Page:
Tuesday, October 21, 2008

red, blue, and purple

Are you a believer in Red States and Blue States?

It's an interesting question. These terms have cropped up over the last few elections to describe states whose electoral college votes go Republican (red) or Democratic (blue). Useful so far as it goes.

We do use the electoral college, and in general (with the exceptions of Maine and Nebraska) states choose the winner-take-all method. If your state votes 51% R and 49% D, then your electoral college will vote 100% R.

So, looking at the map for the 2004 elections, we see this:

This map is factual in electoral college terms, but has caused people to engage in bad thinking when it comes to talking about where America is, and who thinks what. First of all, it doesn't represent population. If you were to take population into account, then Nevada, with its wide expanses of empty land, would suddenly become much much smaller than nearby California, with its greater density of people.

Suddenly, Red America and Blue America look much more equal in size.

But that's still not the whole story. As I mentioned, the electoral college is a reality, but it's only an electoral reality. It's true that, for instance, the Spurs beat the Pistons fair and square a few years ago in the finals — they won more games — but the Pistons actually scored a few more points than the Spurs over the course of those games. So, you can't really say that the Pistons deserved to win, or that they played better basketball. They didn't: the Spurs won fair and square. But the one thing you can't say is that the Spurs scored more points. They didn't.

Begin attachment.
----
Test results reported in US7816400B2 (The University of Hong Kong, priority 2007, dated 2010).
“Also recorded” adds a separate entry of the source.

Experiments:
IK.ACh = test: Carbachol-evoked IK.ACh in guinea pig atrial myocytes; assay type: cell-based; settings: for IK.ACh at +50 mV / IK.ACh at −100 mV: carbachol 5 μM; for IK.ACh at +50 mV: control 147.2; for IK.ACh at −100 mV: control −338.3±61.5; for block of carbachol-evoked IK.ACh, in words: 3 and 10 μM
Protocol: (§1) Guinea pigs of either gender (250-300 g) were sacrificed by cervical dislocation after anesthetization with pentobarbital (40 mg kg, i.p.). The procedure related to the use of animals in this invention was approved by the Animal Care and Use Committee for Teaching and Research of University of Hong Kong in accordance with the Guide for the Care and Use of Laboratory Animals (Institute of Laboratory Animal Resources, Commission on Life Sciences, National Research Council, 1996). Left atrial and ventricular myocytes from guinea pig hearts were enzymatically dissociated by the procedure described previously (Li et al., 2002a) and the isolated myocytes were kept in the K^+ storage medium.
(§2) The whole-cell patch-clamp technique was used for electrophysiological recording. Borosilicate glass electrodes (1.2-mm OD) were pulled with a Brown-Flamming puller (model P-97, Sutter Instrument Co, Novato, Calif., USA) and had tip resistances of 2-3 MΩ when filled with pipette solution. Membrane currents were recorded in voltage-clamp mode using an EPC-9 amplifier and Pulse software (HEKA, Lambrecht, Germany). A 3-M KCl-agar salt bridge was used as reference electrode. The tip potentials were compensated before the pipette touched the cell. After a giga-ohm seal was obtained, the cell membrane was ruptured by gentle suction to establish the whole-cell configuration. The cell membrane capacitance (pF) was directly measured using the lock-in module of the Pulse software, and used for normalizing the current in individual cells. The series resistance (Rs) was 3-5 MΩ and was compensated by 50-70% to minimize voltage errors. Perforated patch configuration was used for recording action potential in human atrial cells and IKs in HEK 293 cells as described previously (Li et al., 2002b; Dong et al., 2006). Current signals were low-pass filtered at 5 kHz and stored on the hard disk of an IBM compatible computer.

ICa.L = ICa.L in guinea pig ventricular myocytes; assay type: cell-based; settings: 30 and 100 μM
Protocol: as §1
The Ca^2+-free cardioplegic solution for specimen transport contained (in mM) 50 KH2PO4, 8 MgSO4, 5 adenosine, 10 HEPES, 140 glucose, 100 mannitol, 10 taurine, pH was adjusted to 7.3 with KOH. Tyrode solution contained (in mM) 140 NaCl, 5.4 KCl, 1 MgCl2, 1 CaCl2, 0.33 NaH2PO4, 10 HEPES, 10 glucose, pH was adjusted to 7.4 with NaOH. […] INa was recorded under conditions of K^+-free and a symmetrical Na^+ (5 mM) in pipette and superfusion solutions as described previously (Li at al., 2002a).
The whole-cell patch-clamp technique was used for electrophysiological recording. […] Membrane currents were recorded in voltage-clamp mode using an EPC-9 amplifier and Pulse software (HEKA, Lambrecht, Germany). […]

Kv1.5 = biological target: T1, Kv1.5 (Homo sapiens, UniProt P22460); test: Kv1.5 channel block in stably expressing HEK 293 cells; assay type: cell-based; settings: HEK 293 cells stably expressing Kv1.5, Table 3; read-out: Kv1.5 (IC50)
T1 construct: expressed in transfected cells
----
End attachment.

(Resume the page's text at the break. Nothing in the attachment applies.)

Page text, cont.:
Same thing here. You can say, fairly, that more states voted Republican in 04. That's the way our system is set up. But you simply can't say, "tons more people just wanted the R candidate," or "this part of the country feels differently than that part of the country." You can talk about trends, but even then those trends are buried by this Red-State-Blue-State way of representing things.

Just as an example, here's that same proportional map broken down by county, not by state.

Interesting, no? Those little pockets of red in the blue areas and pockets of blue in the red areas. But even then there is a truth being masked — being stifled, severely — by these maps. Because we're still coloring an entire area all red or all blue based on who won fifty percent or more.

That's just not the reality of your county, though, is it? What if you represented what people thought, and how they voted, by coloring a county 20% red and 80% blue, or 73% red and 27% blue? Take a look at America.

Does that look like "Two Americas" to you? Like a country divided? Like a place divided between heartland hicks and coastal élites? How about this:

Of course you've still got streaks of reddish and spots of bluish, but even then there's not a single place in the whole country that's all one way or another. Those bright primary colors have given way to Purple America, our home, where friends bat ideas around at the water cooler, where families engage around the dinner table, where 65% of Americans call themselves "moderate" rather than "conservative" or "liberal." Sixty-five percent: that's more than have ever — ever — voted for any one candidate in America's history.

One nation, indeed.

Thursday, October 16, 2008


And now I bring you 28 Attacks in 28 days. Comedy gold. My favorite is the pumpkin one.